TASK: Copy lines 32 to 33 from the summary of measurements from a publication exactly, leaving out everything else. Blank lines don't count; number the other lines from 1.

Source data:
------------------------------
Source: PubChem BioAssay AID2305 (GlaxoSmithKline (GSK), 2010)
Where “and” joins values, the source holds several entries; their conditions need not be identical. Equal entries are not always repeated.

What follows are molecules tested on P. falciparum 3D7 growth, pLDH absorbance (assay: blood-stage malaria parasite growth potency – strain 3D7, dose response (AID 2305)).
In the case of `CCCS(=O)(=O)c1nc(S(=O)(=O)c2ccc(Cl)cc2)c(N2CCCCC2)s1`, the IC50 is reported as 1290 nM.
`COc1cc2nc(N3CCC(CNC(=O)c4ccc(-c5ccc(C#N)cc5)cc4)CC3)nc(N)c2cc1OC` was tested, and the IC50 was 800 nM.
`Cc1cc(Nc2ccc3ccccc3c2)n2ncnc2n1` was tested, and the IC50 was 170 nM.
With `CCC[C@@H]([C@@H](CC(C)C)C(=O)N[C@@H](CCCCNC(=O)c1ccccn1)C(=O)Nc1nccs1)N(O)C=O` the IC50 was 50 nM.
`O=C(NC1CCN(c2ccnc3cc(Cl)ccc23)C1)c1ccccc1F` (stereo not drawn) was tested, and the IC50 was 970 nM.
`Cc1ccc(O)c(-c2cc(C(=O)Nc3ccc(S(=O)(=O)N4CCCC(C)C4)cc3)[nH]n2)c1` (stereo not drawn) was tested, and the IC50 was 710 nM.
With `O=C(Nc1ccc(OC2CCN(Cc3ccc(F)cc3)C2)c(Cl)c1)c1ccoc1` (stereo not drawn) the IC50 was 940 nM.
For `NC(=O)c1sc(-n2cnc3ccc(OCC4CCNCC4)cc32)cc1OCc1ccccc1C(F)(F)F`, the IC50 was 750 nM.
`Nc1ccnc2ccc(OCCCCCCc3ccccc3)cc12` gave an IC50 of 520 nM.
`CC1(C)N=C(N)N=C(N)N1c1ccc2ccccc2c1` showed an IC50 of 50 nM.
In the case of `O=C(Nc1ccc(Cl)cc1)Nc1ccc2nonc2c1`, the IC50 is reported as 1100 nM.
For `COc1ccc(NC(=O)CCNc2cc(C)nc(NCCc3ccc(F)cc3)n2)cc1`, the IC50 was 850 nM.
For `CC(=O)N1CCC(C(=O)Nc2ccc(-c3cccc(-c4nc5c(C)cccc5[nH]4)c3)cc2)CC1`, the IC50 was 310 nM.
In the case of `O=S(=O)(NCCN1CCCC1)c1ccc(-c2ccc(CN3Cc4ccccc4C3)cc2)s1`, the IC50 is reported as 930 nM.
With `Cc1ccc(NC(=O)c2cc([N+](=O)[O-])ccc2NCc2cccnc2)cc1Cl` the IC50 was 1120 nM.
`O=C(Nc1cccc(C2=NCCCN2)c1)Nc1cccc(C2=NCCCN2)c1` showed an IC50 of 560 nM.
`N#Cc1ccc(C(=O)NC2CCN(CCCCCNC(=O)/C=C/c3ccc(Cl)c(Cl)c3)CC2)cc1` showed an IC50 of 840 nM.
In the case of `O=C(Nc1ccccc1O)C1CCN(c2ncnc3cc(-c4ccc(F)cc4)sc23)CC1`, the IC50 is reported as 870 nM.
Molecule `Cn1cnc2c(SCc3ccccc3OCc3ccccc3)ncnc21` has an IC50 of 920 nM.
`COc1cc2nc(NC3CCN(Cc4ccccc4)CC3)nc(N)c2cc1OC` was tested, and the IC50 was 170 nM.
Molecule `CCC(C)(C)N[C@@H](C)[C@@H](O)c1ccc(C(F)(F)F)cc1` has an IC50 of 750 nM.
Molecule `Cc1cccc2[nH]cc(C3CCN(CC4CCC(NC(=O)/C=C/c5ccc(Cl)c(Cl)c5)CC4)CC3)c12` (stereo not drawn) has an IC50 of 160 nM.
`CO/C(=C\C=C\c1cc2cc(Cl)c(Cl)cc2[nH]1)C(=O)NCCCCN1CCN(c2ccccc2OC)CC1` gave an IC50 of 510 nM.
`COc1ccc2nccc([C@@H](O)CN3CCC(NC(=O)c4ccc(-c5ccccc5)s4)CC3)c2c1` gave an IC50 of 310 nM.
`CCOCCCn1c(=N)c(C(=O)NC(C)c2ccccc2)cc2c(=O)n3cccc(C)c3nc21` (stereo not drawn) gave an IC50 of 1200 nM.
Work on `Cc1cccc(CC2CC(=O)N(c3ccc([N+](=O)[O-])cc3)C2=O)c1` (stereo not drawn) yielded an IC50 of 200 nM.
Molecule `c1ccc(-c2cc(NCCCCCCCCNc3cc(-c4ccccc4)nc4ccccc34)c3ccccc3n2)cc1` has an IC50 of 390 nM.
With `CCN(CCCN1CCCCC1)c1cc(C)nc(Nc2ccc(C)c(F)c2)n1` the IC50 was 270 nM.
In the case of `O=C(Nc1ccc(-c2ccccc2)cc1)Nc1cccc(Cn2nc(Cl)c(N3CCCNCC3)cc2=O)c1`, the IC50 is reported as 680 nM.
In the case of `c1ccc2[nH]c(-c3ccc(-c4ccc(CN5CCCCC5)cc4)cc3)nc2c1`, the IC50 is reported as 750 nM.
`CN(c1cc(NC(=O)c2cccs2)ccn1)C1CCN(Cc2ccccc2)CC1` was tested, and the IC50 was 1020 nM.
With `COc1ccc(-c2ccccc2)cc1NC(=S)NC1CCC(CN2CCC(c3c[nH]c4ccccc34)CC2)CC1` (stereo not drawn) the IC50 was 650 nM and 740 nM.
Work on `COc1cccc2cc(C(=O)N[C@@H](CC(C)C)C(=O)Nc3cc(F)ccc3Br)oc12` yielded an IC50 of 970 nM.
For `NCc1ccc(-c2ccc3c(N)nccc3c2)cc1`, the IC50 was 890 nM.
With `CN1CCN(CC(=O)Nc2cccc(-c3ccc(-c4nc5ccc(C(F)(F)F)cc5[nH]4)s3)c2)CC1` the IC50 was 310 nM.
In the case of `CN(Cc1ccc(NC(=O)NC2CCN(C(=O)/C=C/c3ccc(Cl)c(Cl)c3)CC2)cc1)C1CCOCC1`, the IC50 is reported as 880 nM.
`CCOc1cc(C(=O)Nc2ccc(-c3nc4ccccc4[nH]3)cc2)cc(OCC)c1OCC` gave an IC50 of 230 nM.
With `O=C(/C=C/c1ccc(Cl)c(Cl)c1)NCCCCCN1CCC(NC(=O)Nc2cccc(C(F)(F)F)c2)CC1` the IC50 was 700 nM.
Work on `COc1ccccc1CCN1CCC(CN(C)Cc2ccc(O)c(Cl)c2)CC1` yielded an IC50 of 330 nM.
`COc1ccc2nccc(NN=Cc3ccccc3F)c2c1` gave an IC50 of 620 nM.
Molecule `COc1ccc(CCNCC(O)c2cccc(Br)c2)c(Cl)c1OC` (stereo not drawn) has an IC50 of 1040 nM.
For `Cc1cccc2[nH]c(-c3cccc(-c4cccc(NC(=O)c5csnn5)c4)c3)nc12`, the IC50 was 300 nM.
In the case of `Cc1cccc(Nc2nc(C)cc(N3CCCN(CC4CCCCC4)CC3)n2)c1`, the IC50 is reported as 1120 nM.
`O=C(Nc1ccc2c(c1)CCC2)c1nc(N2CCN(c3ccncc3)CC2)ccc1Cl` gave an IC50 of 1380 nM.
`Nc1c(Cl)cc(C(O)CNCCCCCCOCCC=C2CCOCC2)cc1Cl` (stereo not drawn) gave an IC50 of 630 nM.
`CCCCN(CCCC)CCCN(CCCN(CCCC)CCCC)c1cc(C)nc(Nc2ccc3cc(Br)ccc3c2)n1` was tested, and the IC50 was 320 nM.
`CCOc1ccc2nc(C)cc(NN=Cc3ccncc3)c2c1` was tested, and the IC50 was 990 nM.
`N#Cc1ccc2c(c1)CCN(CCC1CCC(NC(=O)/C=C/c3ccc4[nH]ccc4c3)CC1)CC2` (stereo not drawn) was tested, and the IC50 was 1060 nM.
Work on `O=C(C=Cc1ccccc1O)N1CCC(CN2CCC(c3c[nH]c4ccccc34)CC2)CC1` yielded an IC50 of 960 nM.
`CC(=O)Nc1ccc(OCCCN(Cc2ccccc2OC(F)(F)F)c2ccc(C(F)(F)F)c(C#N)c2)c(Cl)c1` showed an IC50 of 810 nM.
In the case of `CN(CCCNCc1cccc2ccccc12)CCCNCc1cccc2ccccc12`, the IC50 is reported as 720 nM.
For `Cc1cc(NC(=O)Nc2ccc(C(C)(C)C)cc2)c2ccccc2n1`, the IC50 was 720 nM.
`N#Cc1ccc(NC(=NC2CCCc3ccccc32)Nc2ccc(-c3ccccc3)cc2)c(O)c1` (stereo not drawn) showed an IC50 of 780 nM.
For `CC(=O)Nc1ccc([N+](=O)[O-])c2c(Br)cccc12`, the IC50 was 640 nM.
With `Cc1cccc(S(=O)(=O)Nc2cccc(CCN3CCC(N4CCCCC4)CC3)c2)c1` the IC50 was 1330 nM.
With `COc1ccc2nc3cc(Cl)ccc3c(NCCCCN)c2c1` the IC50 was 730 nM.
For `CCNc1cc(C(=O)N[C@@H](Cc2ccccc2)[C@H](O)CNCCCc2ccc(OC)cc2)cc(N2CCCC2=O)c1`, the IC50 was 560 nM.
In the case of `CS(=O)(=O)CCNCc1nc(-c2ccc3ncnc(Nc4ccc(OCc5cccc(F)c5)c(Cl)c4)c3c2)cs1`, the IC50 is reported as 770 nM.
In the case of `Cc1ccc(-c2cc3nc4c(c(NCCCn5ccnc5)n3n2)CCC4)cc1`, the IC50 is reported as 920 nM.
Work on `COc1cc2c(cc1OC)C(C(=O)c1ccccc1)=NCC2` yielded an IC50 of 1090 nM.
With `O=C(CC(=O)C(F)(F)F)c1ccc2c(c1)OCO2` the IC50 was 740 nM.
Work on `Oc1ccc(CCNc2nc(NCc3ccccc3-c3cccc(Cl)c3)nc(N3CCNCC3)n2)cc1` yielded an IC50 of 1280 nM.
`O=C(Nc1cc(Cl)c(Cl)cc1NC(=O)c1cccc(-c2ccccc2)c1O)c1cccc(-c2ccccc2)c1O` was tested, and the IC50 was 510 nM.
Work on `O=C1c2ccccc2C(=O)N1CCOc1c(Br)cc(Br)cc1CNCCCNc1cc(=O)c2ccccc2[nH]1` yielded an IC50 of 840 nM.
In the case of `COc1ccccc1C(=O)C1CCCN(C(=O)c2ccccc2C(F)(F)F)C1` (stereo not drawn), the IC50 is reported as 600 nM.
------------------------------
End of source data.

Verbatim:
In the case of `O=C(Nc1ccc(-c2ccccc2)cc1)Nc1cccc(Cn2nc(Cl)c(N3CCCNCC3)cc2=O)c1`, the IC50 is reported as 680 nM.
In the case of `c1ccc2[nH]c(-c3ccc(-c4ccc(CN5CCCCC5)cc4)cc3)nc2c1`, the IC50 is reported as 750 nM.